Sales aren’t the only thing on the rise when it comes to the Navigator.
May brought happier sales number for Ford Motor Company compared to the lackluster month that preceded it, though the same can’t be said for the Lincoln brand. Despite a 0.7 percent overall sales gain last month, Ford’s 1 percent year-over-year uptick in volume was countered by Lincoln’s 5.2 percent sales drop.
It’s the 11th consecutive month of year-over-year volume loss for the premium brand once described as “resurgent.” True, Lincoln’s sailing in far calmer waters that it was a decade ago (or even a handful of years back), but its engines seem to be set to slow astern. After achieving a post-recession sales peak of 111,724 vehicles in 2016, Lincoln’s sales slipped ever so slightly in 2017. It’s now down 13.4 percent over the first 5 months of 2018.
Lincoln’s upcoming Aviator can’t arrive soon enough.
Last time on Buy/Drive/Burn, we checked out three C-body offerings from General Motors and forced you to choose one. The luxury flowed freely, and only limited salt was dashed upon its splendor.
Today we follow the same form with Ford, looking at offerings from three different brands riding on the same platform. Crack open a DEW and let’s get to it.
Domestically, Lincoln’s passenger car sales figures provide ample evidence of two things: Either sedans aren’t needed in the premium marque’s lineup, or something drastic need to happen to keep them alive.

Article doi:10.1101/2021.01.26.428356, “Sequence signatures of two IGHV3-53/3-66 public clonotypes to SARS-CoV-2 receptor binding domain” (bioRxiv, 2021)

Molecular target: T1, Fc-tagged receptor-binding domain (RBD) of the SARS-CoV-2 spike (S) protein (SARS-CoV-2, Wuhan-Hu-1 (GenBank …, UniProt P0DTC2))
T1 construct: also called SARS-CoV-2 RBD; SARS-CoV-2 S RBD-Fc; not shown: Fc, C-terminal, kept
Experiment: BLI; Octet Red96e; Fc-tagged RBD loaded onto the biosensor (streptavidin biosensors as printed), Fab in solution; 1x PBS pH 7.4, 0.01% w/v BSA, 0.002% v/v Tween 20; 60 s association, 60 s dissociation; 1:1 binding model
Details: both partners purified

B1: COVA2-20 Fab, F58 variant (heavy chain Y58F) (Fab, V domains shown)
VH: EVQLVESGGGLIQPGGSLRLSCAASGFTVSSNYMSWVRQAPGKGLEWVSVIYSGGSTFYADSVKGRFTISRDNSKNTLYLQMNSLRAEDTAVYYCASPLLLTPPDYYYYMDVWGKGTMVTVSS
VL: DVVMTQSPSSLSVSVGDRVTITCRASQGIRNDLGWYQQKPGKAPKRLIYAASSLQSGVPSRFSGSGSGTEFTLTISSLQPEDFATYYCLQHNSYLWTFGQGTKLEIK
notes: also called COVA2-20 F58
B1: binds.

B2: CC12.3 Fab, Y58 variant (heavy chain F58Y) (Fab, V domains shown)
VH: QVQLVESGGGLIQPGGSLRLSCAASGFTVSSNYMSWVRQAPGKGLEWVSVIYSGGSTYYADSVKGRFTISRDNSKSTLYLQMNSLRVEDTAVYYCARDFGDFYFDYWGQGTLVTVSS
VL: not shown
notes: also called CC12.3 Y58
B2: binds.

We’ve covered the brand’s sedan woes before, but Ford’s decision to axe all but the Mustang in its passenger car stable adds new urgency to Lincoln’s situation. The MKZ is, well, old, albeit refreshed, and the Continental sells less often than the Cadillac CT6 — hardly a line-up-around-the-block model in its own right.
What in the name of Givenchy, Cartier, Pucci, and Blass is to be done about this?
Man, how about that upcoming Lincoln Aviator? Pretty sharp-looking SUV, ain’t it? And then there’s the new Navigator. Kinda big, though, but the 2019 Nautilus should be just the ticket for the front-drive midsizer crowd.
Oh, right — we were talking about sedans. Lincoln loves ’em, apparently, and it’s not having any of this Ford’s-killing-all-the-cars talk.
While both Buick and Cadillac have a healthy lead over Lincoln in terms of domestic deliveries, the space between them is far more pronounced in China. At home, Ford moved 111,159 examples of its premium marque in 2017 against Cadillac’s 156,440. However, China’s Caddy sales clocked in at 175,489 last year — a number Lincoln could only muse about in its wildest fantasies.
That’s because Ford exports all of its luxury vehicles to China, while GM tends to build them locally. But the Lincoln brand shows a lot of promise in Asia. Ford moved roughly 80,000 vehicles in the People’s Republic in 2017 and 54,124 of those models wore the Lincoln cross. In theory, if Ford could localize and bolster its product lineup within the country, a higher volume would be all but assured. It’s a theory the automaker intends to test, too.
Last time on Buy/Drive/Burn, we took a look at full-size sedans of an American persuasion and non-luxury intent. The consensus was loud and clear on which vehicle of the trio to burn; the Taurus was the subject of a flame war. Citing the sedan’s outdated everything and bad packaging, most of you didn’t like it.